You are browsing the archive for Samuel Moore.

Panton Fellowship: End-of-Year Round-up

- November 10, 2014 in Featured, Panton Fellowships

This is cross-posted from Samuel Moore’s blog, Scholarly Skywritings.

My time as a Panton Fellow has been both busy and extremely rewarding. In the last year I’ve been involved in a number of projects, met some fantastic people and attended a number of events centered on data sharing within academia. Whilst data sharing in the humanities and social sciences is still in a very nascent stage, especially the average researcher’s awareness of open data, there is definitely a sense that it is firmly on the agenda as part of the broader move towards openness in scholarly research. The crucial thing now is to continue to reach out to the average researcher, highlighting the benefits that open data offers and ensuring that there is a stock of accessible resources offering practical advice to researchers on how to share their data.

Issues in Open Research Data

With this in mind, in tcover_3-page-001his final post I had originally wanted to be able to share the open-access book I’ve commissioned entitled Issues in Open Research Data, but alas it is still in production and will be published in November. Nevertheless, I am delighted to say that the book was successfully funded via the crowd-funding website Unglue.It and will be available in PDF, EPUB and low-cost print editions when it is published. The book features chapters by open data experts in a range of academic disciplines, covering practical information on licensing, ethics, and advice for data curators, alongside more theoretical issues surrounding the adoption of open data.

As the book will be open access, each chapter will be able to standalone from the main volume so that communities can host, distribute, build upon and remix the content. The book is primarily a work of advocacy and aims to start a conversation with the academic community at large – I’ll be sending out copies to research libraries, repositories and others that might be interested. Do get in touch if you think your institution would like a printed copy and I’ll see what I can do.

Journal of Open Humanities Data

Another initiative I wanted to mention is the forthcoming Journal of Open Humanities Data, which will be launching very soon through Ubiquity Press. The journal will feature peer-reviewed publications describing humanities data or techniques with high potential for reuse, everything from cultural items to large text corpora. In doing this, the journal aims to incentivise data sharing through publication credit, which in turn makes data citable through usual academic paper citation practices. Ultimately the journal will help researchers share their data, recommending repositories and best practices in the field, and will also help them track the impact of their data through citations and altmetrics. The call for papers will be posted in the next few weeks but, again, please do get in touch if you’d like to hear more.


Last of all, many thanks to the Open Knowledge Foundation for all their advice and support: specifically, Peter Murray-Rust, Michelle Brook, Jenny Molloy and Jonathan Grey, and many others too. I have already signed up to be involved in a few Open Knowledge projects in the coming year and I look forward to helping further the cause of openness across academia (and maybe working on my PhD..!)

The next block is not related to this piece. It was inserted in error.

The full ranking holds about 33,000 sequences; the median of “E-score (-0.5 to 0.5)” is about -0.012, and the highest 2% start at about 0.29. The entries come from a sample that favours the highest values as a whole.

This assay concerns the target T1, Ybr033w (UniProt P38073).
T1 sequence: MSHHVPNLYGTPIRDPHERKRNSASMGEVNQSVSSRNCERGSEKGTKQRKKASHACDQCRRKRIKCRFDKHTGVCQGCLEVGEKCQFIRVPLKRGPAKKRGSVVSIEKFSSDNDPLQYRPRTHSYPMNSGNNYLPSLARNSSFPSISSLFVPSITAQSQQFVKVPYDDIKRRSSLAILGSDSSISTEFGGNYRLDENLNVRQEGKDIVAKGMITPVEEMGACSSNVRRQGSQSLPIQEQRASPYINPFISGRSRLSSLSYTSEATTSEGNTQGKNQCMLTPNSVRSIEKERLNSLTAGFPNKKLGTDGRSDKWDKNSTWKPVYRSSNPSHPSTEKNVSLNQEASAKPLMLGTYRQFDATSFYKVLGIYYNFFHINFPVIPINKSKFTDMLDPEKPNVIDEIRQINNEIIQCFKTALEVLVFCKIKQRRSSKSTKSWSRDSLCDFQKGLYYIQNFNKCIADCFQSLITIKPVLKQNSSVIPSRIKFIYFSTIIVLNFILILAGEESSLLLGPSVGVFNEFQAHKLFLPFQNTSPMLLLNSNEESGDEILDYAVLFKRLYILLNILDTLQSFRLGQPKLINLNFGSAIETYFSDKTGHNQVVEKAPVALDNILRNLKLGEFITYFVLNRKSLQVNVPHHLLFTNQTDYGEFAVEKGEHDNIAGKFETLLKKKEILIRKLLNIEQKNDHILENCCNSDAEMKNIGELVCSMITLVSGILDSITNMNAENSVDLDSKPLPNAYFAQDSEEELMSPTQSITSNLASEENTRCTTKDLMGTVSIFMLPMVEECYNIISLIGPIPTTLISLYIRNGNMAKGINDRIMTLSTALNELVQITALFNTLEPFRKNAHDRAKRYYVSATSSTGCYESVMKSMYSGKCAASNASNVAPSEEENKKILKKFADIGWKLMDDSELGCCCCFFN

Here is a roundup of some of the activities I’ve been involved in over the past year:

Blog posts


Issues in Open Research Data

Project involvement

Panton Fellow Update: Introduction to Open Research Data

- May 5, 2014 in Panton Fellowships, Panton Principles

In my first three-month update report report I discussed the book I’m working on as the major output of my Panton Fellowship. Entitled Introduction to Open Research Data, the book explores both the practical and theoretical issues associated with Open Data from a range of general and disciplinary viewpoints. The book will be Open Access, available in various ebook formats and low-cost print editions, and remixing will be encouraged – particularly the subject-specific guidance, which disciplinary communities can build upon as a foundation for a collection of resources on Open Data.

Whilst I am still awaiting a couple of contributions, I am happy to be able to share a provisional table of contents for the book. (Chapter topics on the left and authors on the right . Chapter titles still TBD):

1. Foreword: Introduction to the Panton Fellowships
2. Introduction to the book and the Panton Principles – Sam Moore (with input from the original Panton group)
3. Open Content Mining – Peter Murray-Rust and Jenny Molloy
4. Open Data and Neoliberalism – Eric Kansa
5. Data Sharing in a Humanitarian Organization: The Experience of Médecins Sans Frontières – Unni Karunakara (previous published in PLOS Medicine)
6. Open Data in Earth/Climate Sciences – Sarah Callaghan
7. Open Data in Psychology – Wouter van den Bos, Mirjam Jenny and Dirk Wulff
8. Digital Humanities and Linked Open Data  – Jodi Schneider
9. Open Data in Palaeontology – Ross Mounce
10. Open Data in the Health Sciences  – Tom Pollard
11. Open Data in Economics – Velichka Dimitrova
12. Why Open Drug Discovery Needs Four Simple Rules for Licensing Data and Models – Antony J. Williams, John Wilbanks and Sean Ekins (previously published in PLOS Computational Biology)

I won’t go into more detail about the content of each chapter, though authors were given free rein to approach the subject however they saw fit. Furthermore, I sought permission from the authors of the previously published pieces, though they were originally published under CC BY, and all were happy for their contributions to appear in the book.

I’m super excited for how this is coming together and I hope to have the book published by August. I will of course be posting updates along the way. Get in touch if you have any questions!

Public Health Data: as Open as it can be?